By T.M. Catron

Sci-Fi, Thriller

Paperback, eBook

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6 mins


CALLA CROUCHED ALONE IN DARKNESS, waiting for the best day of her life. Her whole body tingled. Everything was ready. She was ready.

The air on the ship, usually cold and still, carried an electric charge that echoed the current of anticipation running down to Calla’s bones. Tonight, small warships would break off from Condar and travel to Earth, just like her masters had planned. Tonight, countless covert operations on Earth would culminate into one ultimate mission. Her masters, the Condarri, would descend. Earth would change forever.

All she needed was the signal from her commander.

A twinge of jealousy shot through Calla, and she indulged it a moment, tasting its bitterness on her tongue. Second in command wasn’t good enough. Could never be enough.

Her heartbeat quickened, beating out a staccato inside her chest—quick, hard thumps that forced extra oxygen to her brain and limbs. She tensed, relishing the flow of adrenaline that accompanied it. Dar Ceylin had beaten her out of command, and fairly. She didn’t have to like it.

But she needed to accept it.

To give in to her jealousy was to give in to the DNA that made Calla look like one of the humans below. And she would not be compared to them. Right now, they lived in ignorance. But a ship the size of the Moon waited above, ready to strike. Soon hundreds of smaller ships would split off from Condar and enter Earth’s atmosphere. One command separated the humans from destruction.

And it wasn’t Calla’s to give.

She breathed deeply, forcing the tension to leave her body. Her heart had no room for petty human jealousy. Calla existed to serve the other side of herself, the side containing sacred Condarri DNA. Condar’s will determined her will. And right now, its will was to occupy Earth.

Today was a day of celebration.

Whatever her feelings toward Dar Ceylin, the commander was loyal, unfailing, and unflinching. And Calla decided as long as he stayed out of her way, she would follow his orders.


THE PHONE BUZZED OUT A rhythm at least three times before Mina Surrey realized it was ringing. She turned over in bed with a groan, her hand reaching for the phone as it buzzed again.

Mina didn’t bother to look at the screen before she answered. Only one person ever called her this late—or early, depending on how she looked at it.

“Are you looking at this?” her older brother Lincoln asked.

She hummed, her brain not yet fully awake.

“Mina? Do you think this is real? Do you think they’re real? I mean, of course they are, right?”

“I’m not even sure this conversation is real. What time is it?”

“Ten p.m.”

“I meant what time is it in London?”

“I guess three? Were you sleeping?”

“I generally am at three in the morning.” Mina looked at her phone to confirm the time. The screen’s light blinded her, made her eyes water.

“So are you looking at this?” he repeated.

“Looking at what, Lincoln?” Mina didn’t try too hard to keep the irritation out of her voice.

“The TV. Turn it on.”

“What channel?”

“I don’t think it matters. Any news channel.”

That got her attention. Mina swung her legs out of bed, leaving the warmth of her blankets behind for the cool air of the hotel room. She shivered and groped around for the remote without turning on the lights.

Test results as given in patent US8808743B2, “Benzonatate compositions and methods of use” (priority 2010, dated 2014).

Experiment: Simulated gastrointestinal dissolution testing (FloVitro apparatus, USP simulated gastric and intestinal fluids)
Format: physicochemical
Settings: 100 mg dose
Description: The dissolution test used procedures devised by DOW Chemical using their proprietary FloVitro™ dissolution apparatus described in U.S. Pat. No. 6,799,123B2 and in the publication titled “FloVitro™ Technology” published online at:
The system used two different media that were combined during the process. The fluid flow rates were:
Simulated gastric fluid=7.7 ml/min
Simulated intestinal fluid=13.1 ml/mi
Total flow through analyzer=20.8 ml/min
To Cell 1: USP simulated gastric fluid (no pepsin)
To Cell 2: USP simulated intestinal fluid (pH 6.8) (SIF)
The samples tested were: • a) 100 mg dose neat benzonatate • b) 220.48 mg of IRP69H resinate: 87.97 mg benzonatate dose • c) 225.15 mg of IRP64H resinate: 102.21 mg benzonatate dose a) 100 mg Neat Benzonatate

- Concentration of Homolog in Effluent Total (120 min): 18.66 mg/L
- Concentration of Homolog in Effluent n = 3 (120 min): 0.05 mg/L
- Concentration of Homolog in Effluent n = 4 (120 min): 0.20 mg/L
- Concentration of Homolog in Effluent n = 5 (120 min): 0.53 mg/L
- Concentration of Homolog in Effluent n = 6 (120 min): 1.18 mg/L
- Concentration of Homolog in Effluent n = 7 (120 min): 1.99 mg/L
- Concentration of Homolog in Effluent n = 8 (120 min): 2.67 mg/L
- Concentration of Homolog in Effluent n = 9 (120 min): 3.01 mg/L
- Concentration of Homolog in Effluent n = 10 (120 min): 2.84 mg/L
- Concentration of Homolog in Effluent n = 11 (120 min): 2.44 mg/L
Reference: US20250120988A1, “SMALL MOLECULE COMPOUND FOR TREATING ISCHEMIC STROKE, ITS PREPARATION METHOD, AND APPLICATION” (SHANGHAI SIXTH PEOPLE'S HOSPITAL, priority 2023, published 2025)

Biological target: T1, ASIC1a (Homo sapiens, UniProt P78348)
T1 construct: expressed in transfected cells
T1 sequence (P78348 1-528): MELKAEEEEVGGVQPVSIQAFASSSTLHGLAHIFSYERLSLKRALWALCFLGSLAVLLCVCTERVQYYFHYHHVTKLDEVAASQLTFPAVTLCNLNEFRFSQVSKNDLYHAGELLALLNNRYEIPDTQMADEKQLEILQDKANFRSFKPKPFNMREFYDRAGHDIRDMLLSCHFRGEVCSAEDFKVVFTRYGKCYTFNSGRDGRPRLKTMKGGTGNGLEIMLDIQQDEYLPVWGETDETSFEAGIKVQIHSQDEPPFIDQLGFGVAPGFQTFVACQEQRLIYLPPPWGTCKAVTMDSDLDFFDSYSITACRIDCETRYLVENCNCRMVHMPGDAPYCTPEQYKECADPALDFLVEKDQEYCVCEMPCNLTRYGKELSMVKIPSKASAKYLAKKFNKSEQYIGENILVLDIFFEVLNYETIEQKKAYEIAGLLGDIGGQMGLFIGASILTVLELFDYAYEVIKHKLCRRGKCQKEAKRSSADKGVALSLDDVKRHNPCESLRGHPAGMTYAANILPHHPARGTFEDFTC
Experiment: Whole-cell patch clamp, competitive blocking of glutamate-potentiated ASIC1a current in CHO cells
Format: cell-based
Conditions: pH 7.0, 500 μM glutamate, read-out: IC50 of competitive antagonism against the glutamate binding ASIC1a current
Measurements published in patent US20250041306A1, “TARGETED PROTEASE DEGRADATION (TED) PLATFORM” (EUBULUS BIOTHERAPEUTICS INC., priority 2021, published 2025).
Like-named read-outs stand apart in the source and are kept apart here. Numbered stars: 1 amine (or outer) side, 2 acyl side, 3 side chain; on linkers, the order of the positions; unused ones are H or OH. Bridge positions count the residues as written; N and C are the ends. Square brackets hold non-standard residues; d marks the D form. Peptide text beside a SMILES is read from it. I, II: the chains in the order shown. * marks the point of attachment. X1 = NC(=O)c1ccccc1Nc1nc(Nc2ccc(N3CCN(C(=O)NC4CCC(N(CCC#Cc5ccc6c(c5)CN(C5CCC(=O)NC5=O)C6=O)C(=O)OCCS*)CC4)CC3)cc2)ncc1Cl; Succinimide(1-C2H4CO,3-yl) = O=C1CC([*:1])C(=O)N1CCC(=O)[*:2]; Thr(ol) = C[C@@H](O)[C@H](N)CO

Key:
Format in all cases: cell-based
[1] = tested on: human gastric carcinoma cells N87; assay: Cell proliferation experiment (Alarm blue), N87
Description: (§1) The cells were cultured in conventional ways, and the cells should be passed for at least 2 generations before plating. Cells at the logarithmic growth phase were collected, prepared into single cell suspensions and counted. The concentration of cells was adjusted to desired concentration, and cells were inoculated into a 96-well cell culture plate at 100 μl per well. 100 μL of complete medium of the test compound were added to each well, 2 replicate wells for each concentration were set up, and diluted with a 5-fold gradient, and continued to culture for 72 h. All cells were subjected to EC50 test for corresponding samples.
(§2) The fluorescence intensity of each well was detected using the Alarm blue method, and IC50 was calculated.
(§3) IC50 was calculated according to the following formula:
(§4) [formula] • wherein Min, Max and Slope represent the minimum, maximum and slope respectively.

The first station she found was showing helicopters circling a large . . . something . . . sitting in the Thames. Giant spotlights were trained on it. London’s skyline twinkled in the background. The caption scrolling along the screen was reporting a tower-like phenomenon had appeared in the river, just south of the Westminster Bridge.

“What do they mean, appeared?” she asked.

“They don’t know how they got there.”


“They’re all over—every major city in the world. At least fifteen in the US.”

Mina and Lincoln stayed on the phone without talking, each watching their respective stations while more news came in. Eventually, the news outlets had better video. The towers were bastions of rock, tall as any skyscraper, but looking more like giant lumps of coal fallen from a giant’s hand than man-made buildings. Whether they had been thrust up from the Earth’s crust or cast down from above, no one knew.

And they were spreading, like a rampant disease that didn’t acknowledge international boundaries or bodies of water. Reports came trickling, then flooding in about the same occurrences in Australia, China, and Russia. And still no one could explain how they got there. People had gone to bed just like they always did, worried about jobs and school and family. And they woke to sentinels of rock planted outside their cities.

The sun rose while Mina channel surfed. She wanted official information. But no one was offering any.

“Hey, can you find CNN?” Lincoln asked. He hadn’t spoken in over an hour. But for some reason neither of them had been willing to drop the connection.

Mina flipped through the channels—the hotel room TV didn’t have a channel guide—and found it. “. . . but are these human terrorists or extraterrestrials?” a journalist was asking, her eyebrows knitted together as she leaned forward at the table.

“Sorry? I don’t quite follow,” said the man across from her. He glanced at the camera. A bead of sweat ran down his forehead and into his bushy eyebrow.

Mina recognized the journalist—she was from a local British program, one known for dubious speculation on the best of days. Why had CNN had picked it up?

The man sat across the table from the newscaster in jeans and a scruffy beard. The caption below him read George Bentlane, expert on alien intelligence. Mina snorted.